“We have a lot of experience with slight side bends of 10 degrees or 20 degrees,” Barton says. “It’s just multiplying the risk and putting the crew on (the project) that had the knowledge to do it.”
Why such a severe side bend? Barton chalks it up to a right-of-way issue involving land owners and wetlands as the pipeline snaked across the Mahoning River and took an abrupt left-hand turn to stay on course.
“So essentially, we were steering the entire crossing the whole time while we were drilling across,” Barton says. “Personally, I don’t know of any other drilling company that has ever done a 70-degree side bend. I have never seen it done especially with a 24-in. pipe. I am sure it has been (done) but with 24-in. pipe that is a hell of a pull.”
Helping guide the bore was SlimDril International, which operates the Drill Guide System,a proprietary optical gyroscopic steering tool that enabled SEDD to drill the bore without additional access points to install tracking wires. This technology, Barton says makes HDD work less invasive because land did not need to be cleared and holes dug to lay tracking wire.
Once again, familiarity with the region and planning got the SEDD crew through the four-month project and Barton was happy to report that there were no inadvertent returns to land owners’ wells, which is a real concern in the region because of the depth of the wells.
“That was a real concern for us. We are not out there to make enemies, we are out there to be stewards of the area where we are working,” Barton says. “We work very carefully and methodically no to have those frac outs. Inadvertent returns are very likely on any drilling you do up there.”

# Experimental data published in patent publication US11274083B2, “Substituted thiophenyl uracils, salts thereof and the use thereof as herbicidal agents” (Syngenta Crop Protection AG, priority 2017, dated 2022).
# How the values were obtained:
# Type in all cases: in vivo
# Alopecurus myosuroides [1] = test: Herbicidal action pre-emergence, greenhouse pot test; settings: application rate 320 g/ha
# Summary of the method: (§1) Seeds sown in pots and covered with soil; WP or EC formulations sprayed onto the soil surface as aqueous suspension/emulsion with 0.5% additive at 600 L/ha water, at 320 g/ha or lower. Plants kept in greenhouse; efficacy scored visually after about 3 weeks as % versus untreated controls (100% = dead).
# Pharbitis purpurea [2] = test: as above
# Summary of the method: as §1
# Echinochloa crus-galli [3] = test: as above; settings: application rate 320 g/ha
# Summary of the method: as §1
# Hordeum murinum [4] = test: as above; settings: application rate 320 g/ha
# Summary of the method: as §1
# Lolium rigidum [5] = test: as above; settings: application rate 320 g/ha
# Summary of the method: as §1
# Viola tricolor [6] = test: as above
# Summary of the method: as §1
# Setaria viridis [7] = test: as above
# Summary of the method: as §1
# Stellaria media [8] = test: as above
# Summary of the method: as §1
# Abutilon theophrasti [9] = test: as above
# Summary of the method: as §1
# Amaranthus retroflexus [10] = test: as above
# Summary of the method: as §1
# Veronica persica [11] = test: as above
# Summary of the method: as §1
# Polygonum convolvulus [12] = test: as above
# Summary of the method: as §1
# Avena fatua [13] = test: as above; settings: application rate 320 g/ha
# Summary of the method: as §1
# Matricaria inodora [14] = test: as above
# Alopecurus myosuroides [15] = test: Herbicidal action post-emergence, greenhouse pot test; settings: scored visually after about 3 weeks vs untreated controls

As a company that migrated from larger cross country pipeline work that was prevalent in the first decade of this century to the smaller transmission line work in the first half of this decade, Barton is beginning to see a shift back to the larger lines. Specifically, Barton said that late 2015 to 2017 will see a boom in larger lines coming from the shale plays as the United States inches toward its energy independence.
So what does this mean for the industry?
While Barton acknowledges that there have been strides in the advancement of HDD electronics and reporting tools to get information from the rig to the operators and engineers for better project analysis, he has not seen appreciable equipment advancements in the last five to eight years, save for SlimDril’s gyro tool.
Advancement is needed as more and more drillers will be tackling rock formations to build these larger lines in and around the shale plays. He credits
Vermeer and American Augers as two of the leaders in building new drill rigs with the advanced technologies the industry needs to succeed.
“There has been a little bit of advances in tooling in downhole reamers that we are noticing. We manufacture all of our own reamers in-house but there have been several companies that have come up and started to market diamond style bits and reamers,” Barton says. “We, ourselves, are actually trying to take advantage of it and give it a test. There will be some advances in the tooling to make this harder rock — the 15,000, 20,000, 30,000, 40,000 psi rocks — easier to cut and more economically feasible.”
In drilling, Barton estimates that equipment and tooling is 30 to 40 percent of their cost, manpower is another 40 percent the rest is overhead. If companies can get that down, it makes it less expensive for gas companies to install the lines. This, in turn, makes it less expensive to get the fuel to market and cheaper for the end user.
Mike Kezdi is assistant editor for Trenchless Technology.